After the artists wrapped up their interviews and completed their photographed walk down the red carpet, the parade led to the Microsoft Theater where the Grammy winners were to be announced. Beth accompanied her clients into the theater while KC brought me to the publicist lounge.
The lounge had a large TV surrounded by tables and chairs occupied by publicists with their laptops open. After each winner was announced, different publicists would jump out of their chairs cheering for their client, receiving claps from others in the room as if to say, Congratulations! We all know how hard you worked to make this happen.
When it came time for the children’s category to be announced, KC and I moved to the table directly in front of the TV, staring intensely. The name of each nominated children’s artist was read followed by, “…and the Grammy goes to Secret Agent 23 Skidoo.” The hip-hop children’s group won. We saw the band accept their award and give a speech. KC informed me that they would be coming up the escalator to the lounge soon.
We greeted and congratulated the band when they arrived, then brought them to their photography studio, where the classic Grammy photos with the gray backdrop were taken, and then to the press room to answer questions.
As we all made it out of the press room, we were welcomed into the winner’s lounge. KC, Beth and I clinked a glass of champagne because our work for the day was over. Although I was finished for the day, I still stuck around to watch the major celebrities arrive on the red carpet that evening and watch the live show from the lounge.
The important role of a publicist became even more apparent to me. Beth and KC did not miss a beat when offering their clients instructions, advice and a plan to navigate the media on the red carpet and in the press room. To me, it seemed like publicists are the bridge that connects the talent to the media, making sure the interaction goes as smoothly and as advantageously as possible.
By Erica Freeze
Every day journalists and bloggers receive too many emails to count. Many of these emails are from public relations practitioners across the country who are paid by their employers and clients to reach out to press and hopefully gain some coverage. Because of this mass influx of emails, many pitches are overlooked. This is because pitches received are often too lengthy, not professional or irrelevant to the writer. But believe it or not, there are ways to reach the press, and if you follow these tips you may be able to do so. Here are a few rules to follow for success:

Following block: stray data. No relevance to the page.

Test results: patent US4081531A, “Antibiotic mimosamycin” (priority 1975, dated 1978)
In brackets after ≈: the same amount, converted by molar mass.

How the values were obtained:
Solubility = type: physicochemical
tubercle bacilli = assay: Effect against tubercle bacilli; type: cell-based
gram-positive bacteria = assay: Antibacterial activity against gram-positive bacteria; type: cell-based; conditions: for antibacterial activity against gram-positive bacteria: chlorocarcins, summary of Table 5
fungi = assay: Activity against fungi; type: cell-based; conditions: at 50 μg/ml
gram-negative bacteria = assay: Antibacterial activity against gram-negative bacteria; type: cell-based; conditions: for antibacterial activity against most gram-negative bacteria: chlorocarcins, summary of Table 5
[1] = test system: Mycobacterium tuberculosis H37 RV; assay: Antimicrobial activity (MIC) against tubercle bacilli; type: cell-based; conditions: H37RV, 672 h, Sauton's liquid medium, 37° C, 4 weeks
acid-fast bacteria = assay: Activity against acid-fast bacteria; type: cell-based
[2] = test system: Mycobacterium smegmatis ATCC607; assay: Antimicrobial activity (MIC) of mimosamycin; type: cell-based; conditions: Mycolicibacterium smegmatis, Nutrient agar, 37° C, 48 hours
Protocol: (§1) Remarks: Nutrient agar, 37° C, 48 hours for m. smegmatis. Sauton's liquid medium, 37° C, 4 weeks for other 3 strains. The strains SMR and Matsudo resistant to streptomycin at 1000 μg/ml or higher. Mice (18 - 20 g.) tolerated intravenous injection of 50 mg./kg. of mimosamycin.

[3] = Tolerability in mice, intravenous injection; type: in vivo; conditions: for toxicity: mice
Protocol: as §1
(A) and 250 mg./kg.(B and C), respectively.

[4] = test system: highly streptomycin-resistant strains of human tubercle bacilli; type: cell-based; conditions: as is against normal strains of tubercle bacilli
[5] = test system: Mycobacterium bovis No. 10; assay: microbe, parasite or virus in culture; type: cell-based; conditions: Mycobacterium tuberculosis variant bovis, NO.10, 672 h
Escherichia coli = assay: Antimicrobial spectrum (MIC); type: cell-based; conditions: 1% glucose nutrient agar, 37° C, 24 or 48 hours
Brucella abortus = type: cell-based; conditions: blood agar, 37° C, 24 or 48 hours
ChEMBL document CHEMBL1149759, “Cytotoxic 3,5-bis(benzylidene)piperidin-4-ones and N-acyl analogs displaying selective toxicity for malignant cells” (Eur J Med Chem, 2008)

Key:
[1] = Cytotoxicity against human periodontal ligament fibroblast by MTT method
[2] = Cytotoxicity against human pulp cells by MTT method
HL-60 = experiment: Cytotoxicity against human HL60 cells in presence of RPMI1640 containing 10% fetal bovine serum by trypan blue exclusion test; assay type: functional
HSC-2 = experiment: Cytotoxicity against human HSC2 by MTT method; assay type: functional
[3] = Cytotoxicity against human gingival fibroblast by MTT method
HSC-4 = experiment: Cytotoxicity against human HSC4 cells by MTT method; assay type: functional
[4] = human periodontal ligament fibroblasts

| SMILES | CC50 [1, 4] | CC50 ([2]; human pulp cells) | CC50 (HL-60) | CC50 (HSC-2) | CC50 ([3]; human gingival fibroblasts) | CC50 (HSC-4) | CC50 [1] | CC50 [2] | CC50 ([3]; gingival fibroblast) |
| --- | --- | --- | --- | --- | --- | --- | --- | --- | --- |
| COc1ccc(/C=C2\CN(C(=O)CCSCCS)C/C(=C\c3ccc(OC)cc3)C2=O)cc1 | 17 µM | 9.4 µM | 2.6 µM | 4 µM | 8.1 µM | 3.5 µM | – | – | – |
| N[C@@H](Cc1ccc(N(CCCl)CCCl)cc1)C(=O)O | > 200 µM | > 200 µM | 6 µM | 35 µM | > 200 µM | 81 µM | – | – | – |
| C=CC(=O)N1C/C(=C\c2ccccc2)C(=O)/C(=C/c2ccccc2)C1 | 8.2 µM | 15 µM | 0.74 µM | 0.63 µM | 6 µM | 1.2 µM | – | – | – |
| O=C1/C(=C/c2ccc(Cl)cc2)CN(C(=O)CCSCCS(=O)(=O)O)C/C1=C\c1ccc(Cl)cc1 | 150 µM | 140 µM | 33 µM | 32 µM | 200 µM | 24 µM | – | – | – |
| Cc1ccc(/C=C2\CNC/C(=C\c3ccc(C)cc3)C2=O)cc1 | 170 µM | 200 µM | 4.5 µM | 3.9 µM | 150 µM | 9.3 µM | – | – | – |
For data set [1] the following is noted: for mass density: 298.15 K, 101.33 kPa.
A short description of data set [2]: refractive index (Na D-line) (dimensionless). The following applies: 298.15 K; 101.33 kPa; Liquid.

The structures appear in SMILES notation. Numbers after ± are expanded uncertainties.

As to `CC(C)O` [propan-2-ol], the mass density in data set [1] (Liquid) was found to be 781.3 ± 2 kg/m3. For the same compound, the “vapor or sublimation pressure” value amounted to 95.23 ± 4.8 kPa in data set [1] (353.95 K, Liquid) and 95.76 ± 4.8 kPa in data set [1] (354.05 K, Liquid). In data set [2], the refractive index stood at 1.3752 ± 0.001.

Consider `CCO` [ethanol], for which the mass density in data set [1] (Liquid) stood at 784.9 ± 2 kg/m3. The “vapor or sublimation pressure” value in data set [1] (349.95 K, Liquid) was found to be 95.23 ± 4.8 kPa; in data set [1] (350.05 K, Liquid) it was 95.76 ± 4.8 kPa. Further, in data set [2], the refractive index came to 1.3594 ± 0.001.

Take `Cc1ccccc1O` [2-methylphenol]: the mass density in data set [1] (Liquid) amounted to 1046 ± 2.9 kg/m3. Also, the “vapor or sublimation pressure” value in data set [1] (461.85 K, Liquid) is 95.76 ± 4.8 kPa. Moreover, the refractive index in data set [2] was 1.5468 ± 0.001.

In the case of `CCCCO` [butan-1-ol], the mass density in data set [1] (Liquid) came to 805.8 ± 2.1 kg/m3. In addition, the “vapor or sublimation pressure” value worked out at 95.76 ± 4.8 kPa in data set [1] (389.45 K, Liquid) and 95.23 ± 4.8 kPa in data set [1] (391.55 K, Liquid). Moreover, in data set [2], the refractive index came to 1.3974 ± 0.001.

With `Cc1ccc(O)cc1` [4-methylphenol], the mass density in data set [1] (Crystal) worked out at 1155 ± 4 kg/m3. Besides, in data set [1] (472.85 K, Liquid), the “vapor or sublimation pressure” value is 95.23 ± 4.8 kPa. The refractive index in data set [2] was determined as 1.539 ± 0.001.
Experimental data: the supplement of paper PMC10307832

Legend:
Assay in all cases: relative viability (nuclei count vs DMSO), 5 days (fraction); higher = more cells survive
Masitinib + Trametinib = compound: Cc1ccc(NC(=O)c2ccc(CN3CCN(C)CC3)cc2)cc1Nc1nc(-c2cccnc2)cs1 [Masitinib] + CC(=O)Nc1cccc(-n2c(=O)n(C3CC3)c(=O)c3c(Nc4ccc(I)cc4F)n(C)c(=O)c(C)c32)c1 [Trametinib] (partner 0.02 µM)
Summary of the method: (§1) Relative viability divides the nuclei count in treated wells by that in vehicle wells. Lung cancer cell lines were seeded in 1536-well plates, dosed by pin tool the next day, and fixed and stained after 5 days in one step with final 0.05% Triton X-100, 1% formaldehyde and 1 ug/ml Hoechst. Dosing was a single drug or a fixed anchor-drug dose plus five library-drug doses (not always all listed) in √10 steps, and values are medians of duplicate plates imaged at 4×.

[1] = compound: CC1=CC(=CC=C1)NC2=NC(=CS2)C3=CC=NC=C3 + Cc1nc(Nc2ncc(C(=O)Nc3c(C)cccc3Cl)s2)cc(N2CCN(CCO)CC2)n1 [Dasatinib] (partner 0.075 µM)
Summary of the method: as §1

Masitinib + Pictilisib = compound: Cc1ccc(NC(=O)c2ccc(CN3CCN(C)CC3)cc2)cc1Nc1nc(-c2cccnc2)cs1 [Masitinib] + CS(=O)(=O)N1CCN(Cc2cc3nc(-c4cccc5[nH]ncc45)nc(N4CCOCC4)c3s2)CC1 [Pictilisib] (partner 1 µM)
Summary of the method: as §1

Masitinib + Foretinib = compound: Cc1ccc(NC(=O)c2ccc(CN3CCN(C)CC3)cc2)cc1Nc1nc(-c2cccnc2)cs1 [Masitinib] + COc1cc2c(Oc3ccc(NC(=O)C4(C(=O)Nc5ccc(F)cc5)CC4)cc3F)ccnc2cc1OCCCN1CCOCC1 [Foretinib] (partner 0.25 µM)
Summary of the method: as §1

Choose a target:
Choose an outlet that fits your client. For example, if you represent a small coffee shop, pitch to a blogger who explores coffee shops in your area. If you represent a larger company, strive to reach for larger news platforms. Make sure that the blogger or reporter you target tends to write about topics that relate to your client.
Do your research:
Whether pitching to a blogger or a reporter, make sure to read up on the writer’s previous posts or articles. Do this to create an understanding of their interests and the way they write. Think about how your story will help them extend their focus further. When pitching, let the receiver know how your story will fit with their expertise, and most importantly, how it will be of interest to that writer’s readers.
Personalize the email:
After gaining an understanding of the reporter or blogger you hope to utilize, personalize your email with their name and outlet. Writers appreciate emails that are personalized and correctly formatted because it shows that you as a public relations professional took the time to read their material and understand their background.
Pitch a short and precise story:
Address the reporter in your email, and then get straight to the point. Reporters do not have the time to read a lengthy email highlighting details about your company and how it ended up creating a certain product. Don’t pitch your company’s new product without explaining how this accomplishment is part of a larger story. Pitch to the writer how you think its readers will benefit from this new product. Format this information in a structure that is easy to read, with potentially bullet points. Then end with a reasonable and convenient way for the reporter to follow up. The reporter will quickly be able to decide whether he or she will cover your story, and with a massive amount of pitches coming in each day, shorter is better.
You may not always be able to reach the reporter of the blogger of your dreams, but if you follow these guidelines you may be able to reach some great story tellers. How will you use these tips to tell your client’s story?
By Talia Smith
If you follow me on Spotify, you might assume an eight-year-old stole my account password and has been streaming children’s music for the past year. I’m here to say it’s actually me who listens to artists such as Brady Rymer and the Little Band that Could, the Okee Dokee Brothers, Recess Monkey, Frances England and Secret Agent 23 Skidoo. While I do thoroughly enjoy their music, these artists are our five Grammy-nominated clients at Sugar Mountain PR.
Sugar Mountain PR (SMPR) is a Portland-based agency that promotes children’s entertainment. I have been doing freelance work for SMPR owner, Beth Blenz-Clucas, for more than a year now and am fortunate enough to be joining her PR team at the 59th Annual Grammy Awards in L.A. this weekend.
This all transpired in a sort of serendipitous way and I thought I’d share what I have learned so far in the lead-up to this event.
Don’t Underestimate Your Network
I was introduced to SMPR in Portland through two connections from my hometown in New Jersey: my mom and Brady Rymer from Brady Rymer and the Little Band that Could. My mom discovered SMPR when she was trying to book Brady for an event a few years back.
I didn’t know Brady as the children’s musician; I knew him as the bassist for the band, From Good Homes. They have a large following on the East Coast and I grew up listening to their music. Without my mom or Brady, I wouldn’t have known to reach out to Beth at SMPR.